Question: Are our kashrus organizations properly strict or is it preferable for our kashrus organizations to lower standards to enable more people to eat kosher?

Short Answer: Rav Moshe Sternbuch rules that our kashrus organizations should continue to adopt the stringencies of our forefathers. It is praiseworthy for a person to adopt stringencies for the sake of preventing himself from sinning.


I. Background to Question

Unfortunately, there have been numerous attacks on kashrus organizations in recent years. While some of the attacks stem from a belief that the kashrus organizations are not strict enough, in many cases the attacks are the opposite – that the kashrus organizations are being too strict.

A similar attack is found in T’shuvos V’Hanhagos (2:378), where Rav Moshe Sternbuch shlita cites a certain rabbi who publicly shamed kashrus organizations for allegedly employing too many stringencies. This rabbi argued that such stringencies should not be employed en masse, but rather should be limited to very holy individuals.

The rabbi cited, as proof for his position, the idea that a nazir is considered a “chotei” – a sinner – because he forbids himself from wine, something which is otherwise permitted to him. Similarly, the rabbi cited the Rambam (Hilchos Dei’os 3:1) who rules that someone who forbids himself from permitted activities is a sinner, because it is sufficient for a person to refrain from Torah-prohibited activities.

The Rabbi therefore concluded that these kashrus organizations are haughty for being strict.

II. The Response

Rav Sternbuch responds strongly to the rabbi, calling his words “ridiculous.” First, many stringencies listed in the Acharonim have no basis in the Gemara but have nevertheless kept the Jewish people (and the Torah world) strong throughout the ages. Indeed, the Ramban (Parshas K’doshim) discusses a “naval bir’shus haTorah” – a degenerate who acts improperly but technically observes all the mitzvos. Such a person violates “K’doshim tih’yu” – the commandment to be holy. This commandment is fulfilled by following enactments and “fences” that are created to protect a person from sinning. This is the basis for Rabbinical stringencies.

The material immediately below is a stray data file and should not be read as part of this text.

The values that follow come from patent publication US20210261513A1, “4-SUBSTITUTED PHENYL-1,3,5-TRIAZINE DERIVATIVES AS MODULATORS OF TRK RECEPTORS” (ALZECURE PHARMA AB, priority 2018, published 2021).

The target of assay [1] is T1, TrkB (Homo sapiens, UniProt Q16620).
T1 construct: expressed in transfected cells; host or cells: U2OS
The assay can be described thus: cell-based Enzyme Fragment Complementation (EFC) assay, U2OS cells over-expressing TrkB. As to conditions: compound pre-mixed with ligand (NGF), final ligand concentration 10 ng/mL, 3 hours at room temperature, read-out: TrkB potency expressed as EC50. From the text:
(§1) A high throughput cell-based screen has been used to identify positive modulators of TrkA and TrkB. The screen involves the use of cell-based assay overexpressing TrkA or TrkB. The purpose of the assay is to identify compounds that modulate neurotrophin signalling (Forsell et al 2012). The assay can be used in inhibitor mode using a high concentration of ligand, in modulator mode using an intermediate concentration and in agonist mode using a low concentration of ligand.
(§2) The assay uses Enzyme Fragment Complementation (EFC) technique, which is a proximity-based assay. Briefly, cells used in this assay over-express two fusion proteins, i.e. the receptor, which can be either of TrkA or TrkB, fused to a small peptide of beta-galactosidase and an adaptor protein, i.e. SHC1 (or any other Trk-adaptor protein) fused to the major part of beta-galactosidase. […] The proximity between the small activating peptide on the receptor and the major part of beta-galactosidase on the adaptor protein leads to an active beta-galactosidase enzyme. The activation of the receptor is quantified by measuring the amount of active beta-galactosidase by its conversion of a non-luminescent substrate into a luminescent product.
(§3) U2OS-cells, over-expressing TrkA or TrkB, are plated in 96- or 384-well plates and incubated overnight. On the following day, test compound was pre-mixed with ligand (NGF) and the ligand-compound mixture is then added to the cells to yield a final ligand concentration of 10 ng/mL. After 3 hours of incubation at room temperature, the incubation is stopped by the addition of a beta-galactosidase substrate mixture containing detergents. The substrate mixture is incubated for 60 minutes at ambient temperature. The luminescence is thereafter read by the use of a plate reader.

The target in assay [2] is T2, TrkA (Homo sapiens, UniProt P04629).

Second, Rav Sternbuch explains that many of the great musar/midos s’farim extol the virtue of being strict on permitted items as a precaution from doing sins. For example, the Chovos HaL’vavos writes that it is preferable to take 99 steps of precautionary measures rather than violate one prohibition. Moreover, the M’silas Y’sharim (Chap. 11) describes the horrible nature of people acting like animals by eating forbidden (and potentially forbidden) foods. The M’silas Y’sharim suggests a solution. These people should view any food that is forbidden as if it is possibly laced with a trace of poison. Surely a person will refrain from eating any food that may be dangerous, even if the chances are slim that the food is actually dangerous. The M’silas Y’sharim implies that there is certainly a virtue in forbidding permitted foods. Rav Sternbuch likewise cites an anonymous gadol who proclaimed that “had our forefathers only followed the letter of the law, we would be devoid of many mitzvos today. Fortunately, our fathers were strict, and we therefore keep the Shulchan Aruch today.”

Third, Rav Sternbuch says that being careful with what you eat is a guarantee that your children will be successful b’nei Torah, as they will observe your careful performance of mitzvos. Moreover, those people who search for leniencies, either with shaking hands of the opposite gender, drinking chalav akum, or by having a fixation with bein adam l’chaveiro mitzvos at the expense of bein adam laMakom, will eventually watch as their children stray, chas v’shalom, from the Torah path.

III. Debunking The Proofs

Rav Sternbuch then addresses the rabbi’s “proofs” from nazir and the Rambam. The Gemara (N’darim 9b) tells a story of how Shimon HaTzadik praised a certain nazir who accepted upon himself n’zirus in order to remove his yeitzer ha’ra. Clearly, it is praiseworthy to forbid permitted items for good reasons.

The Rambam, who writes that a person is a sinner if he forbids permitted items, is not talking about a person who forbids permitted items in order to avoid sinning. Such a person is praiseworthy. The Rambam is only discussing a person who forbids permitted items just for the sake of forbidding things, like certain other nations.

Indeed, Rav Sternbuch explains that even if Hashem doesn’t give reward for mitzvos in this world, Hashem does give out reward in this world to people who forbid permitted items. These people will be blessed with righteous children.

IV. Final Words

Rav Sternbuch concludes by warning against making such proclamations like the rabbi here did. In a generation of heretics and gluttonous individuals, a rabbi must be careful not to decrease the level of sanctity in our communities. We must also follow our m’sorah.

 Next Week’s Topic: Is it permitted to cook a covered kosher pot in a non-kosher oven?

Rabbi Ephraim Glatt, Esq. is Associate Rabbi at the Young Israel of Kew Gardens Hills and a practicing litigation attorney. Questions? Comments? Email This email address is being protected from spambots. You need JavaScript enabled to view it.